The story of Celtic Pride, Wales’ leading beef brand, has reached a new chapter with the building of a £5m state-of-the-art butchery in Carmarthenshire.

Now it its 12th year the Celtic Pride Premium Beef scheme is a collaboration between Welsh Livestock Ltd, Castell Howell Foods and Wynnstay Group plc.

The new butchery at Cross Hands Food Park – operating as Celtica Foods Ltd – is part of the Castell Howell complex, and has been built to replace the original smaller butchery unit at Pensarn, Carmarthen.

Members of the Celtic Pride Supplier Group were invited to view the new facilities and learn more about plans for the rapidly growing brand.

“Celtic Pride started as a small acorn and, thanks to the loyalty of farmers, in the last 12 months we’ve increased numbers going through by 15% up to 4,500 cattle.” said Gareth Davies of Wynnstay.

Covering 31,000 square feet the purpose-built unit will eventually house all of Celtic Pride and Castell Howells’ meat processing activities, the extra space enabling the company to expand its operation.

“The butchery is a rapidly growing part of the business, and we need to be able to offer product variation and diversity to provide what the customer needs,” said Tim Rowe, Celtic Pride director and meat technology consultant.

This he explained has meant undertaking a huge up-skilling of staff to satisfy the demands of Celtic Pride’s diverse customer base which includes restaurants, gastro pubs, conferencing centres and large hotels.

The move has provided much needed extra storage facilities and the introduction of new meat-processing methods. When fully operational the butchery will process meat for its own Celtic Pride brand as well as for outside customers and employ in excess of 70 staff.

The unit boasts three large hanging halls each holding up to 80 carcasses. Whereas all Celtic Pride beef is clearly distinguishable, having been stamped at the abattoir and brought to Cross Hands for further maturation by a new articulated lorry owned by Castell Howell.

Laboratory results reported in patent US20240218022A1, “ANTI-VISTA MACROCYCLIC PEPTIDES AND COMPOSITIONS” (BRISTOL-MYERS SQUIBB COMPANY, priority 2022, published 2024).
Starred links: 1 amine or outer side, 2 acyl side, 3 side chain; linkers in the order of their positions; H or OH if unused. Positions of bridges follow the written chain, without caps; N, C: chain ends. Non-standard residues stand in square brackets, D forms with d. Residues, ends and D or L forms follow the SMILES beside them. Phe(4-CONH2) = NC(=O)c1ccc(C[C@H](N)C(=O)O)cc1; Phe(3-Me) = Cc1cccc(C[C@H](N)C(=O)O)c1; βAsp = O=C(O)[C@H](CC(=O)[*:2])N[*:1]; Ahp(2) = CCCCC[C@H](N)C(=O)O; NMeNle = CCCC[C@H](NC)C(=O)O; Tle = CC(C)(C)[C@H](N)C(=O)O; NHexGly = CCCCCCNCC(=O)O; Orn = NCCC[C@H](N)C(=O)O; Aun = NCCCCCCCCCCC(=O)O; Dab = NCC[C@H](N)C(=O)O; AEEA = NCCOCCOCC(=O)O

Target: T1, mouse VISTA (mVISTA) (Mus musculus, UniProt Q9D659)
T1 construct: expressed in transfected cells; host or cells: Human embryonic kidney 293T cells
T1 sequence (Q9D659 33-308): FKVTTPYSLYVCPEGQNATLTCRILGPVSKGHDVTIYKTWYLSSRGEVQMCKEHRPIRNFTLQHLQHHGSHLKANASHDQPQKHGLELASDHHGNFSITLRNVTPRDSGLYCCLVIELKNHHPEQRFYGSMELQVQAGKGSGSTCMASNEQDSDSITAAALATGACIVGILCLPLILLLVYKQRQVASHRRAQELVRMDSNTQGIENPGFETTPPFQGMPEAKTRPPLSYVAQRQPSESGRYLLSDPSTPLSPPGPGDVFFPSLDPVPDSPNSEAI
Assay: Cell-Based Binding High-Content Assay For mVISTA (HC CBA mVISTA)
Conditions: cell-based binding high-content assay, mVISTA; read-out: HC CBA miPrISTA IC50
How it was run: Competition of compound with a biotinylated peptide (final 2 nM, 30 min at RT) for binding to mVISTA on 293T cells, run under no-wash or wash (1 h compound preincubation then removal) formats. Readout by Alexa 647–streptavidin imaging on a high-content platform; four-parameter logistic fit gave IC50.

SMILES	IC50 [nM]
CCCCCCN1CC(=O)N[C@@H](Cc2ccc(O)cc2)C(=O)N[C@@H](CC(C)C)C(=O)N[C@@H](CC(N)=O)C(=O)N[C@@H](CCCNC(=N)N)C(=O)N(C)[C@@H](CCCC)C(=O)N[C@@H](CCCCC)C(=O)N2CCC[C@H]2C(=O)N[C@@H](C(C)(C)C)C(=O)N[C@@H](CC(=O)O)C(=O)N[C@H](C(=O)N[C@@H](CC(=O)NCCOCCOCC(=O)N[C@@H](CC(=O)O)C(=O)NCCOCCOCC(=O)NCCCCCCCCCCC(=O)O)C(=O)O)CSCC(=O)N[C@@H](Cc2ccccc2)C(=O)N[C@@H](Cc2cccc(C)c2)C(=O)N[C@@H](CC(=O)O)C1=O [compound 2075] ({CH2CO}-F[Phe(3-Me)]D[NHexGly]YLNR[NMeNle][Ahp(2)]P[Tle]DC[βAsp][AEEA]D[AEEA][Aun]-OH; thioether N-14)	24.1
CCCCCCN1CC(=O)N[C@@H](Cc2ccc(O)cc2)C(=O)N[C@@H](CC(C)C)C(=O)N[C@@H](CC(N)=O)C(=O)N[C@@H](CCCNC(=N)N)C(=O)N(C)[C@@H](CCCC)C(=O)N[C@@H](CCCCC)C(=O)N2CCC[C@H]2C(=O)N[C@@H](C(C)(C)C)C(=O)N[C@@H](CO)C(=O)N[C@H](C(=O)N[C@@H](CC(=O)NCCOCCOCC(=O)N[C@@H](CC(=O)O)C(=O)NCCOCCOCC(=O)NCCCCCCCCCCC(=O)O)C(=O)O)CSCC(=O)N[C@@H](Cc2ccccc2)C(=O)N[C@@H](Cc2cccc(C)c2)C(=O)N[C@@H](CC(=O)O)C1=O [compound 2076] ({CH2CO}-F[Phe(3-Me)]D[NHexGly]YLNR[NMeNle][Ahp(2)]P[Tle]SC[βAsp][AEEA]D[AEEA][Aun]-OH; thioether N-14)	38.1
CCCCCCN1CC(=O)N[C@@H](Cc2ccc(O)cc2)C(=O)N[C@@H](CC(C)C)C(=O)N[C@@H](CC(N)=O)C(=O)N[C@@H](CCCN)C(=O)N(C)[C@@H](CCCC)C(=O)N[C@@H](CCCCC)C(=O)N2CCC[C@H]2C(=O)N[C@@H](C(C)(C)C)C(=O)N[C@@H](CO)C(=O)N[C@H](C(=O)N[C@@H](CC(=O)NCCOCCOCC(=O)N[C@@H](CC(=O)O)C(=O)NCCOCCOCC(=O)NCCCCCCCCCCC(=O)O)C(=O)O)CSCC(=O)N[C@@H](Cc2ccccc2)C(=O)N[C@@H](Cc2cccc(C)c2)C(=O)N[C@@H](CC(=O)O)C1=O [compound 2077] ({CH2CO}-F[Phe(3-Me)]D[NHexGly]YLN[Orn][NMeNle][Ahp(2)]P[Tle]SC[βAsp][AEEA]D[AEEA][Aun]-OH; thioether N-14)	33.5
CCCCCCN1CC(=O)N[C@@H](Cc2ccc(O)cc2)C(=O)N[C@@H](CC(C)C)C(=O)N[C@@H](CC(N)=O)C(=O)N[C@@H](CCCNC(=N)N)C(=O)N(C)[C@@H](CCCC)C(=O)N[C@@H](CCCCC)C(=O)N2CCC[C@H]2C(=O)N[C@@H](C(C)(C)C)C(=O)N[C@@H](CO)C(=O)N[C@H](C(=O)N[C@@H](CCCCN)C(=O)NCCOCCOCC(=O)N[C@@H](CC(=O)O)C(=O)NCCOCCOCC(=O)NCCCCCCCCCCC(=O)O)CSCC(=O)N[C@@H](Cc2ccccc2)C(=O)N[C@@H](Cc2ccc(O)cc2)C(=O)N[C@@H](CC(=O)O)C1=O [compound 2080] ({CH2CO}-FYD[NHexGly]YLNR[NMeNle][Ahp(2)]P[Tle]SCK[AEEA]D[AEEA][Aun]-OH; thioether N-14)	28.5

The scheme is working with its partner abattoirs, Pembrokeshire Abattoir, Maddock Kembery Meats, Cwmni Cig Calon and Randall Parker to introduce a range of post slaughter measures.

Low voltage electrical stimulation helps promote the rapid conversion of blood sugar to lactic acid, subsequently allowing the beef to chill quicker and prevent cold shortening.

Additionally hip suspension is being introduced to further improve the eating quality through a process of stretching the muscle fibres. The carcases are then re-hung in the traditional manner on the traditional Achilles tendon.

Among other new innovations in the pipeline is a computer system providing full traceability, improved internal management and costings. In addition there will be dry ageing facilities as well as a number of other value adding operations.

As part of the butchery’s development a full quality review of the business will be undertaken, from farm to finished product – with customer opinion and feedback a vital component.

Mr Rowe told the farmers they play a hugely important part in the Celtic Pride brand’s success, “The producer group is a key part of the supply chain – but you’re only as strong as your weakest link.”

He highlighted the “fairer” Australian system of grading where the price paid to the farmer is based on a number of quality factors not just deadweight and grade, and emphasised “meat eating quality is the most important thing. Engaging with the needs and satisfaction of the consumer for our products is critical.”

The new facilities met with the approval of the farmers. “I was very impressed it looks a tremendous facility,” said Lindsey Llewellyn who farms in Cowbridge I’d like to come back when it is all complete.”

“It is a huge investment and very impressive,” Owen Rees from Pendoylan.

The farmers had the opportunity to sample some of the beef; prepared by the newly appointed Castell Howell Development Chef Stewart Williams whose role it will be to develop dishes and help customers with menu development

and, where required, training to get the best out of their meat. Based in the butchery’s specially built demonstration kitchen he will to work with customers to promote Welsh meat on their menus.

It is all about giving customers the best eating experience said Edward Morgan, Managing Director Celtica Foods Ltd.

“When people go out for a meal they do not understand what happens in the supply chain they just want a good steak or burger. We want to give them good quality which always performs on the plate.”